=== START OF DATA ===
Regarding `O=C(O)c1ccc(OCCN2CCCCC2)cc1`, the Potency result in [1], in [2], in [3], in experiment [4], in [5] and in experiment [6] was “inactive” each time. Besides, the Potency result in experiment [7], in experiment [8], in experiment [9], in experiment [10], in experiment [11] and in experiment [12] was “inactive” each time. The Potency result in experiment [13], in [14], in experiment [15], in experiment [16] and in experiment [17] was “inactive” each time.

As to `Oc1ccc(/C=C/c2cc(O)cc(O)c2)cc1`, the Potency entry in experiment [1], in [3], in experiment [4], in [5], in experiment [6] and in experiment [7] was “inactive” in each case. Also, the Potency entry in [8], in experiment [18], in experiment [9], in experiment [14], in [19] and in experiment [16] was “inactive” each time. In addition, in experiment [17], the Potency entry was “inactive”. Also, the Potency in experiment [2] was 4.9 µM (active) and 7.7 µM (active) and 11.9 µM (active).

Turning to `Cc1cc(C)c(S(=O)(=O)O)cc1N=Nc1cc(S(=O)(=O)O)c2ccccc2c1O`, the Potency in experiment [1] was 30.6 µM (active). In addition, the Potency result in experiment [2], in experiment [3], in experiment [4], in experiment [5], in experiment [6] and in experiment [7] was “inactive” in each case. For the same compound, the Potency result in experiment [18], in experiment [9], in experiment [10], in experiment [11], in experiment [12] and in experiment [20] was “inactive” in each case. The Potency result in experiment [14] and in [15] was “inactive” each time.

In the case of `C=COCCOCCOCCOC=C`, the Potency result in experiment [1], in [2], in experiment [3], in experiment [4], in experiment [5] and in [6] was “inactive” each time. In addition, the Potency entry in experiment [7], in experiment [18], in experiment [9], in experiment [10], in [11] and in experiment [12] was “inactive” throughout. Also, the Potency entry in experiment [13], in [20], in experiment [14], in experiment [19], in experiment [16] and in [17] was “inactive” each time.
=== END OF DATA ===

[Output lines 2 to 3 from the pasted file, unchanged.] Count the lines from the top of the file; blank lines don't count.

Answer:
As to `Oc1ccc(/C=C/c2cc(O)cc(O)c2)cc1`, the Potency entry in experiment [1], in [3], in experiment [4], in [5], in experiment [6] and in experiment [7] was “inactive” in each case. Also, the Potency entry in [8], in experiment [18], in experiment [9], in experiment [14], in [19] and in experiment [16] was “inactive” each time. In addition, in experiment [17], the Potency entry was “inactive”. Also, the Potency in experiment [2] was 4.9 µM (active) and 7.7 µM (active) and 11.9 µM (active).

Turning to `Cc1cc(C)c(S(=O)(=O)O)cc1N=Nc1cc(S(=O)(=O)O)c2ccccc2c1O`, the Potency in experiment [1] was 30.6 µM (active). In addition, the Potency result in experiment [2], in experiment [3], in experiment [4], in experiment [5], in experiment [6] and in experiment [7] was “inactive” in each case. For the same compound, the Potency result in experiment [18], in experiment [9], in experiment [10], in experiment [11], in experiment [12] and in experiment [20] was “inactive” in each case. The Potency result in experiment [14] and in [15] was “inactive” each time.